San Francisco parks rank high among cities, but equity needs work — ParkScore report

Every year, the national nonprofit Trust for Public Land evaluates the public park systems of the 100 most populous U.S. cities. Its annual ParkScore report was released this week, and San Francisco ranked seventh out of the pack.

The city earned high points for having parks close to every household, but it earned low points for inequitable distribution of park size. The city’s Recreation and Park Department hopes to better the city’s equity score with its new India Basin Waterfront Park.

San Francisco’s total ParkScore was 76.5 out of 100 points, based on five main criteria — investment, access, acreage, amenities and equity.  It is second in the nation for investment in parks, spending $546 per resident on parks. That’s far above the national average of $124. 

One hundred percent of San Francisco residents live within a 10-minute walk to a public park. Oakland closely followed with 89 percent, San Jose with 80 percent and Fremont with 70 percent.

Overall, Fremont’s ParkScore ranked 29th among the 100 cities, while San Jose came in at 32nd and Oakland at 52nd.

Where San Francisco’s ranking drops is the acreage score. Many of the city’s parks are small, at an average of 1.3 acres, which is below the national average of 5.4 acres. 

Larger destination green spaces like Golden Gate Park, where a person can walk through the woods and listen to birdsong, tend to be in areas with higher household incomes. Parks located in neighborhoods of color, as well as those in low-income neighborhoods, are about half the size of those in wealthier and predominantly white neighborhoods. This same correlation between demographics and park acreage was found in all 100 cities ranked.  

San Francisco’s Recreation and Park Department acquired an abandoned shipyard in the Bayview Hunters Point neighborhood in 2014. Since then, the department has partnered with the

‘Designed with equity in mind’

Trust for Public Land, San Francisco Parks Alliance, San Francisco Foundation, the A. Philip Randolph Institute and members of the Bayview community to take a new approach — design a large destination park in a way that will keep an underserved community in place, the India Basin Waterfront Park project.

The partners established an Equity Development Committee, which included community members that assembled a list of things the community wanted from the park. They wanted art that established cultural identity, opportunities for youth to play and teens to work, education about finance and home ownership, transportation up and down the tall hill that separates the park from the neighborhood, and access and connectivity for every age group. They also wanted construction jobs to come from inside the community.

“One of the things you have to remember is that the park is designed with equity in mind,” said Kurt Grimes, program manager for the A. Philip Randolph Institute, a nonprofit that serves the Bayview community and promotes equity and civic participation.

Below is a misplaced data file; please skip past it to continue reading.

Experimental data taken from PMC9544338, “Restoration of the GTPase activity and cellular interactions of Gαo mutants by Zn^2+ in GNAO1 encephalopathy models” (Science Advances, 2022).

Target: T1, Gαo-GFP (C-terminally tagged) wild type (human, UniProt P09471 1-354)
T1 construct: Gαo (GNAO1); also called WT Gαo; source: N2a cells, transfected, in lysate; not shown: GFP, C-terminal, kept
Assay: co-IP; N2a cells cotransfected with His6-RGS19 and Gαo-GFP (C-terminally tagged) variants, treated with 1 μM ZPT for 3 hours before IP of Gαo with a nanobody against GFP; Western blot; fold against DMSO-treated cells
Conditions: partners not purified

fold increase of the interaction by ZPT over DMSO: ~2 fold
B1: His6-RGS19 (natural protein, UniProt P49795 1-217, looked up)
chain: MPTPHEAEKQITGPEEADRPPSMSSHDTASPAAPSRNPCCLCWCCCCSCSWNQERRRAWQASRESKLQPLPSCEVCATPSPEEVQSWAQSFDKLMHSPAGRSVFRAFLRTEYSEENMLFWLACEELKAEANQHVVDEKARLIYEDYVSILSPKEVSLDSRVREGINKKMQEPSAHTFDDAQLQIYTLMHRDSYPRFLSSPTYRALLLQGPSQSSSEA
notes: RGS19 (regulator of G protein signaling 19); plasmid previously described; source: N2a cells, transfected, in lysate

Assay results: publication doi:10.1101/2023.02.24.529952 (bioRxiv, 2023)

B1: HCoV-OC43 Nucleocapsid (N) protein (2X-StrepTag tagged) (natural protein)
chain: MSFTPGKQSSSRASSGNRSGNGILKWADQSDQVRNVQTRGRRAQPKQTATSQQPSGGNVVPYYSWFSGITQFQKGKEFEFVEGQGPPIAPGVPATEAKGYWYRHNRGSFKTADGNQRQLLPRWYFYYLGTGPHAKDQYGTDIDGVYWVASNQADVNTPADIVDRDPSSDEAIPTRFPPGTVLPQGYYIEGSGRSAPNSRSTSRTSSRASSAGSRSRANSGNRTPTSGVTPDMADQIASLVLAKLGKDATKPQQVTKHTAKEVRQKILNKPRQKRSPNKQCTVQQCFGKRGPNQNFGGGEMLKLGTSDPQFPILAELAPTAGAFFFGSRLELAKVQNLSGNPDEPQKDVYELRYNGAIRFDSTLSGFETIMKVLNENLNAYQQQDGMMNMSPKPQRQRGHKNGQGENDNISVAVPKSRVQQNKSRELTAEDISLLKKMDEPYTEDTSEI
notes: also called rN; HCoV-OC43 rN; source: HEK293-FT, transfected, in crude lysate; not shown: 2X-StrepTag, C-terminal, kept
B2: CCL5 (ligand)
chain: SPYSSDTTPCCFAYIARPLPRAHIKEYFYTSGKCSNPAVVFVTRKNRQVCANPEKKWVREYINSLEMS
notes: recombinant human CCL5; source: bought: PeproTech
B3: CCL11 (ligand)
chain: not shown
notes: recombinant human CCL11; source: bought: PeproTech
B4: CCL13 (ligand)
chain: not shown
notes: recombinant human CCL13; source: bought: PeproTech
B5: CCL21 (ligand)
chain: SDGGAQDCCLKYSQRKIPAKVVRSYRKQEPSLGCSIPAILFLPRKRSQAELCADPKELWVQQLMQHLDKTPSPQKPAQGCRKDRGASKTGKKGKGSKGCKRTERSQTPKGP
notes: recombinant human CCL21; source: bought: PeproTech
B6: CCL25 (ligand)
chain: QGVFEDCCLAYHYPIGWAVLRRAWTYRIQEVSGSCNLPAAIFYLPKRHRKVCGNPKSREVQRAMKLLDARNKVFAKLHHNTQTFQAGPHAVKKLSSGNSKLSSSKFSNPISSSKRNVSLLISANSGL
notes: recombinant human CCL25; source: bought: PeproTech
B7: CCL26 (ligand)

“I can tell you right now that with the construction, local workforce is definitely involved in this. You don’t want opportunities necessarily going outside of District 10 or outside San Francisco because then you lost the equity,” he said. “The park is supposed to be built for people that currently live in the community, not for people that they want to come in.”

India Basin Waterfront Park is an environmental restoration project, but also an experiment in social equity through design. The connection between good public parks and the health of a community is underlined in the Trust for Public Land’s ParkScore report.

According to the report, residents of cities with a high ParkScore ranking are 60 percent more likely to volunteer than residents of lower-ranking cities. Residents of high-ranking cities are, on average, more socially connected and engaged with their neighbors than are residents of cities with lower ranks. They are also 26 percent more likely to form friendships with people in different socio-economic groups. 

Data maps from San Francisco’s 2024 park report show demographics. Blue blocks symbolize higher percentages of low-income households and people of color. Stronger orange indicates more park acres per person. May 22, 2024 (Trust for Public Land via Bay City News)

The report includes a Knight Foundation survey finding that people who live near parks are more likely to be satisfied with their local government. In two dozen U.S. communities, those living near popular public parks reported 14 percent greater satisfaction with their police, and 13 percent greater satisfaction with their mayor, compared with people not living near parks.

The ParkScore report also underlined the importance of parks during crises. During the COVID-19 pandemic, parks were where people went to find testing and vaccination stations. They were also a panacea for the national epidemic of loneliness and social isolation.

“That’s one of the things that happened during Covid,” said Grimes. “We really didn’t realize just how important a park and open space is, and the kinds of things it can really offer to a community.”

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